Saturday, June 28, 2014

Las Vegas Chinese Food Revisited

Most of you have read the original posting on this blog, later expanded for the Menuism blog, dispelling the myth that the best Chinese restaurants in America are in Las Vegas.  The popularity of that item has been puzzling to me.  It was later republished by the Huffington Post, even though I didn't think there was anything particularly noteworthy about the article, and indeed less worthy of publication there than a number of other  Menuism articles that were not reprinted.  Then on their Las Vegas annual convention website, the American Library Association included a prominent link to the article on the list of things for their attendees to do while in Las Vegas.  And now the article has been picked up by Scribd, the noted online digital library website.  My only explanation is that this article has garnered interest because it represents the intersection of two very popular topics, Las Vegas and food, as opposed to being particularly interesting or well written in its own right.

I do want to add an addendum to this article to reflect my subsequent visit to Wing Lei Restaurant.  I seldom write about restaurants that I  had not actually eaten at, but I felt compelled to mention Wing Lei because of its general renown, plus the fact that it was a Michelin one star restaurant.  Also,  I was fairly comfortable with my comments about Wing Lei, since its menu was wholly Americanized with items like egg drop soup, sweet and sour pork, and General Tso's chicken, a clear indication that this restaurant would do nothing for the reputation of Chinese restaurants in Las Vegas.

Finally having had the opportunity to eat at Wing Lei, I am pleased to confirm that my suspicions about the restaurant were correct.   I will say just like Michelin, I did give Wing Lei one star, though mine was on a scale of five, on the Opentable website.  As taken directly from that site:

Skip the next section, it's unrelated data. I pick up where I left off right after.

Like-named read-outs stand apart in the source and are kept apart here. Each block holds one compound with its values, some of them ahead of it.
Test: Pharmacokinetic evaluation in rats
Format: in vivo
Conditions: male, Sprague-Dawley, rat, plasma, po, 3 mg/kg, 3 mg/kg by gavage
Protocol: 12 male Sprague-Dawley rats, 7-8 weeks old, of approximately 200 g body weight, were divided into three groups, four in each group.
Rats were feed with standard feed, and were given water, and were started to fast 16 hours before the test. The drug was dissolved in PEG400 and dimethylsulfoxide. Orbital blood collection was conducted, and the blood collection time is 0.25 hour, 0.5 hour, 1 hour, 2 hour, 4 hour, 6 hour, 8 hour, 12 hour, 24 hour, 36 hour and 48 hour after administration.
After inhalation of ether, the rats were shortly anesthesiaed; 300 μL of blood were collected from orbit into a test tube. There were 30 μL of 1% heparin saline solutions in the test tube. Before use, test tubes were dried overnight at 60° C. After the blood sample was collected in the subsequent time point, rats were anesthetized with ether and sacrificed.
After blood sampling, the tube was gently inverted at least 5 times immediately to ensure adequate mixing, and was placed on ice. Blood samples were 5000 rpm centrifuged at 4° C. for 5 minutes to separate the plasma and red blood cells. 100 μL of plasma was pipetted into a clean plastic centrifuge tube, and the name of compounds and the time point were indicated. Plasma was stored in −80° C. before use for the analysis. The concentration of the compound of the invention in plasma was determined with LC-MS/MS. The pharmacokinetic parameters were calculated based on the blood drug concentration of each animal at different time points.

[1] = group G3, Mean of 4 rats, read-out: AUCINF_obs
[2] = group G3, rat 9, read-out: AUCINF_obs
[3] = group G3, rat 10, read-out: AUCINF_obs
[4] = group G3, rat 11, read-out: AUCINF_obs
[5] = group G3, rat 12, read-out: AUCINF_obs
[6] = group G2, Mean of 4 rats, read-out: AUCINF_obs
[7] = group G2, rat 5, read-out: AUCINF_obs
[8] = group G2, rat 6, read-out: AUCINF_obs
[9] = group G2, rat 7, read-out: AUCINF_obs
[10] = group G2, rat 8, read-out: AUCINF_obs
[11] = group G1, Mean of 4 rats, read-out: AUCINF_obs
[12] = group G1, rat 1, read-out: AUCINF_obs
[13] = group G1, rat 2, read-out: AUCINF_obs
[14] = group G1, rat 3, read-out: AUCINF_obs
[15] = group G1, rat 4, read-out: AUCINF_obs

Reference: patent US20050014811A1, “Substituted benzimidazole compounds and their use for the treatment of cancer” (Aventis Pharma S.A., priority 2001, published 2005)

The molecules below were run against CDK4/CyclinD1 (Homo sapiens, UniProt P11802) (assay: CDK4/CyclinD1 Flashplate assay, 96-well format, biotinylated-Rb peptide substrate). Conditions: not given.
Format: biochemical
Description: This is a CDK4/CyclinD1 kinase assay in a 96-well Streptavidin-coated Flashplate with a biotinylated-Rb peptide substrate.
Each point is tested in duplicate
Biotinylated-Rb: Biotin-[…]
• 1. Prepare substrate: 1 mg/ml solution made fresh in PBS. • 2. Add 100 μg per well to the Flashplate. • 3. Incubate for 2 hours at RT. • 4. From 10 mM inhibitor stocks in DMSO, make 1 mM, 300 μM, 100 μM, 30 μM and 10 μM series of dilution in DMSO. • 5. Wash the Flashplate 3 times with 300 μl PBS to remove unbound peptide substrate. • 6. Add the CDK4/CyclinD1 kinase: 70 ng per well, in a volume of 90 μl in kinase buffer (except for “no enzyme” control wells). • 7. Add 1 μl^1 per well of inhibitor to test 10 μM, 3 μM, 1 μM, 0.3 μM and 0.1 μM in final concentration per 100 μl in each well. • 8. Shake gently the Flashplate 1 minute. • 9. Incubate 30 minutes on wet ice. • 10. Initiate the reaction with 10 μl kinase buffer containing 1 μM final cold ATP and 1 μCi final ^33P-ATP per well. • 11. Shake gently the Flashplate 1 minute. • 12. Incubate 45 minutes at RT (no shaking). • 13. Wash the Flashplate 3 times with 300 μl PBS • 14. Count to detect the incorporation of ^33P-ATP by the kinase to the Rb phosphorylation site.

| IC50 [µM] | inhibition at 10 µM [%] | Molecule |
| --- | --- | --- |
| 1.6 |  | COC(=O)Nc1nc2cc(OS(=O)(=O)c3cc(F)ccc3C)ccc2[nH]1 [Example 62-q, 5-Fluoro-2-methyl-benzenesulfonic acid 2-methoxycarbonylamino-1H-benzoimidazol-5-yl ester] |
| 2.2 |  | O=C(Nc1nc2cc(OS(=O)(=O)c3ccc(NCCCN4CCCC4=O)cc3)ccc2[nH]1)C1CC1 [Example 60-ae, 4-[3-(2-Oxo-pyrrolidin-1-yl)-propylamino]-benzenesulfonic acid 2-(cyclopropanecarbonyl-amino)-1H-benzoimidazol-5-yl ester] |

Wing Lei

  • "Wing Lei is probably the only Michelin starred Chinese restaurant in the western United States. Wonderful setting and great service, but the food is borderline awful. Unless food is secondary to you, save your money and go to Panda Express. Or if you insist on a pricey Chinese meal, head to Hakkasan."
Actually, my comments above were relatively kind compared to how I really felt.  I had ordered the General Tso's chicken and the duck salad, the former in honor of my cameo in The Search For General Tso and the screening at the TriBeCa film festival.  It is possible to make Americanized Chinese food taste good in an upscale setting.  I've experienced that at such places like Tommy Toy's and the Empress of China in San Francisco (even some of the stuff at Ruby Foo's in New York was tasty) and that's what I was sort of expecting at Wing Lei.  What I got was awful (there was no borderline).  I've had better gloppy chicken at buck-a-plate Chinese fast food steam table outlets in South Central Los Angeles than what they served at Wing Lei.

Virtually all the other diners give Wing Lei four or five stars, some praising the General Tso's chicken in particular.  So it's clear what the profile of their targeted diners are, and how little they know about Chinese food.

Thursday, June 5, 2014

The Cleaver Quarterly

I had the honor and privilege of being interviewed for the inaugural edition of The Cleaver Quarterly, an illustrated international English language journal dedicated to various aspects of Chinese cuisine, published in Beijing.   This appears to be the first print magazine devoted solely to Chinese cuisine.   The interview is more like a round of 20 questions (in this case 23 questions)  about my experiences in seeking out Chinese restaurants throughout the United States and Canada.   While my previous L.A. Weekly and Los Angeles Times interviews would seem to have covered most of the territory that would be of any interest to readers, the 20 questions format did give me the opportunity to recount some tidbits from the past, such as what turned out to be the culinary awakening at Kim's Restaurant in Clarksdale, Mississippi in 1976, my surprise in finding authentic Chinese food at Creasian Restaurant in Springfield, Missouri during my Cashew Chicken tour, as well my statement that Chinese food in Houston is better than that in Manhattan. 

One question which would have been better answered if the interview occurred just a little bit later dealt with the Chinese tradition of fighting for the restaurant tab at the end of the meal.  They asked me about any memorable fights and frankly I don't recall any.  However, after dinner a few weeks ago the customary fight broke out.  However a person at the table abruptly stopped the proceedings by saying "This is not a Chinese restaurant.  You're making a scene by fighting for the check."  Yes, the fight was at a European deli.

Since The Cleaver  Quarterly is an English language publication produced in Beijing, the exposure will be regrettably limited, since it is a fine, high quality publication.  It can be ordered online for $10 plus $7 handling at